Today’s Koan: “Manjushri Enters the Gate” – The Iron Flute, Case 1
One day as Manjushri stood outside the gate, the Buddha called to him, “Manjushri, Manjushri, why do you not enter?”
Manjushri relied, “I do not see myself outside. Why enter?”
Some background: In Buddhist mythology, Manjushri is the bodhisattva representing wisdom. A “bodhisattva” (“Bodhi” from the Sanskrit means an enlightened or awakened understanding and “sattva” means a being or spirit) can be roughly translated as a person who is focused on reaching the goal of enlightenment or whose very essence is enlightenment.
This koan describes how the Buddha was testing Manjushri’s understanding of the Buddha’s teachings. But what was he testing? Remember, a koan is a problem that can’t be solved by the intellect or our typical classifications or conceptualizations. The Buddha was not testing Manjushri’s ability to enter a gate, nor the fact that there was a gate to perceived by the senses.
Before digging deeper into Manjushri’s answer, let’s pause and consider what Manjushri represents. He represents wisdom. Wisdom is very different than intellect. I’m sure your life experiences have clearly demonstrated the difference between intellect and wisdom, as you observe your own thinking and the thinking of others. Like the old story goes about a child-turned-adult remarking how much smarter her parents seemed to have gotten.
Manjushri, representing wisdom, answers without even mentioning a gate. This is clearly not an answer of intellect alone, but one of wisdom. It would seem that he must have made the Buddha happy with that answer. He answered from wisdom, from seeing without duality: He did not discriminate between inside the gate and outside the gate.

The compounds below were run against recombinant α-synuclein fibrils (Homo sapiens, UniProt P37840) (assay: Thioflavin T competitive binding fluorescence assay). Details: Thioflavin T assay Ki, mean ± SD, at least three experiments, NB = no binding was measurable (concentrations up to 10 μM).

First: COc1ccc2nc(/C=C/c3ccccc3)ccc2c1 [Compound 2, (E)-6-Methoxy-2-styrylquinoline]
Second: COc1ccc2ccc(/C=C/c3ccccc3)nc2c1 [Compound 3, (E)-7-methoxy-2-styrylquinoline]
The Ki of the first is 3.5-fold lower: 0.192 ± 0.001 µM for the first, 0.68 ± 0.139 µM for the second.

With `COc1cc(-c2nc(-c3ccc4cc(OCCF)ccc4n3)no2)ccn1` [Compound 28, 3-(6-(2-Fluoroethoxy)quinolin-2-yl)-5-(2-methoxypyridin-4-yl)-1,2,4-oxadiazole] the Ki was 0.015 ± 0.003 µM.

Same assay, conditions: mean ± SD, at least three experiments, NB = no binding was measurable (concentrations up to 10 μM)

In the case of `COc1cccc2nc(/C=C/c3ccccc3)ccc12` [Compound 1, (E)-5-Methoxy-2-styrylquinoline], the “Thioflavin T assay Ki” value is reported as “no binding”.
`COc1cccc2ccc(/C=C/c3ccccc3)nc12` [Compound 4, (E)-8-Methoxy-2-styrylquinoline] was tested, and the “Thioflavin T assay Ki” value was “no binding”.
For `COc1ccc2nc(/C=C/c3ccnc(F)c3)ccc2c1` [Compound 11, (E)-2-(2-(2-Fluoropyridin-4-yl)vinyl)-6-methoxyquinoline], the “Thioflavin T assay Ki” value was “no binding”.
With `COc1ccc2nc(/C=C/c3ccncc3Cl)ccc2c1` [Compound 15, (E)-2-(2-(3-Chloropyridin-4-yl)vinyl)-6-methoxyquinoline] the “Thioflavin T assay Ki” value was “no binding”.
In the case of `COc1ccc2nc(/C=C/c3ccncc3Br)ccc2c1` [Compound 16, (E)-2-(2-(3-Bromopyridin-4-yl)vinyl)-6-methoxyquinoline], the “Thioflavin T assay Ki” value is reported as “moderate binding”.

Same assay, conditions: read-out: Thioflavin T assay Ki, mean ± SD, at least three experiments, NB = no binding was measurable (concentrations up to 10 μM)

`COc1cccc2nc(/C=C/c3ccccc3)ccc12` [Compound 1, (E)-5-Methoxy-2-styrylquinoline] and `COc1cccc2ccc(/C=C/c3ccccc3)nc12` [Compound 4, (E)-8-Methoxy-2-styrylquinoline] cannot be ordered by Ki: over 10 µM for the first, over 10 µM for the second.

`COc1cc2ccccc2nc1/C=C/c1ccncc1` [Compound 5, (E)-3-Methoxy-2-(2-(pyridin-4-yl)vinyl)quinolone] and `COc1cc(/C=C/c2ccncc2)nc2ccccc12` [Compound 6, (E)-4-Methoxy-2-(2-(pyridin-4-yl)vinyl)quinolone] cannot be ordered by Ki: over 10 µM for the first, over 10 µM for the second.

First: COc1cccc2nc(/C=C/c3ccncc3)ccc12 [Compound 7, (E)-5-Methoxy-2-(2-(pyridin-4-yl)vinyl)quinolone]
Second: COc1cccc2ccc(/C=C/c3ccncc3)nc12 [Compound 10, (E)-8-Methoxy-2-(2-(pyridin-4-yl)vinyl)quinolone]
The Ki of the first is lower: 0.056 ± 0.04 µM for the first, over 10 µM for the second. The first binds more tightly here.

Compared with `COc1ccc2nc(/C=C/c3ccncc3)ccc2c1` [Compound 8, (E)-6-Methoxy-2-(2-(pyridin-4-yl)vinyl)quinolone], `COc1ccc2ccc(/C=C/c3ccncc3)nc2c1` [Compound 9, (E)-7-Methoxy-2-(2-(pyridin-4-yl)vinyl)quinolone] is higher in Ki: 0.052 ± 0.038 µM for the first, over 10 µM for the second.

Rev. Gyomay Kubose’s comment expresses that wisdom this way:
Manjushri replied, in effect, that there is no gate in the world of Truth. Truth is everywhere; he was not outside it. But still, [we feel] that there is a gate. But it is a gateless gate and hard to enter, even though it stand wide open all the time! The gateless gates are numerous—as many as there are people. Each must enter through his own gate.
That is how Rev. Gyomay Kubose helped us work with this koan, but each person must bring his own wisdom to it. How can you use this koan in everyday life? How can you use this koan to break free from thinking ruts, hardened concepts, and judgments?
You can begin by asking yourself where do you see gates? Is it a promotion or other title you’d like to be considered for, but not sure you’d be seen as perfect? Is it another industry or job entirely? Or is it the other way around? Do you see yourself as inside the gate and who outside have you not invited in? And why?
Ask yourself where have you discriminated between inside and outside? What represents “the inside” to you? Money? Position? Security? Being Liked?
What represents the outside? Have you thought to step inside or outside to see what it looks like? Have you really imagined in full detail how it would be to be “on the other side”? Is it where you would like to be? Is it that much different than the ‘side’ you are on now?
And even if you aren’t discriminating between inside and outside a gate, why haven’t you entered? If you sense a gate between what you want and what you don’t have, why haven’t you made steps to enter?
Is there a gate between you and someone else? Why do you think that gate is permanent? Maybe it doesn’t exist at all. Maybe you could just walk through the gate that was wide open all the time and say “Hi.”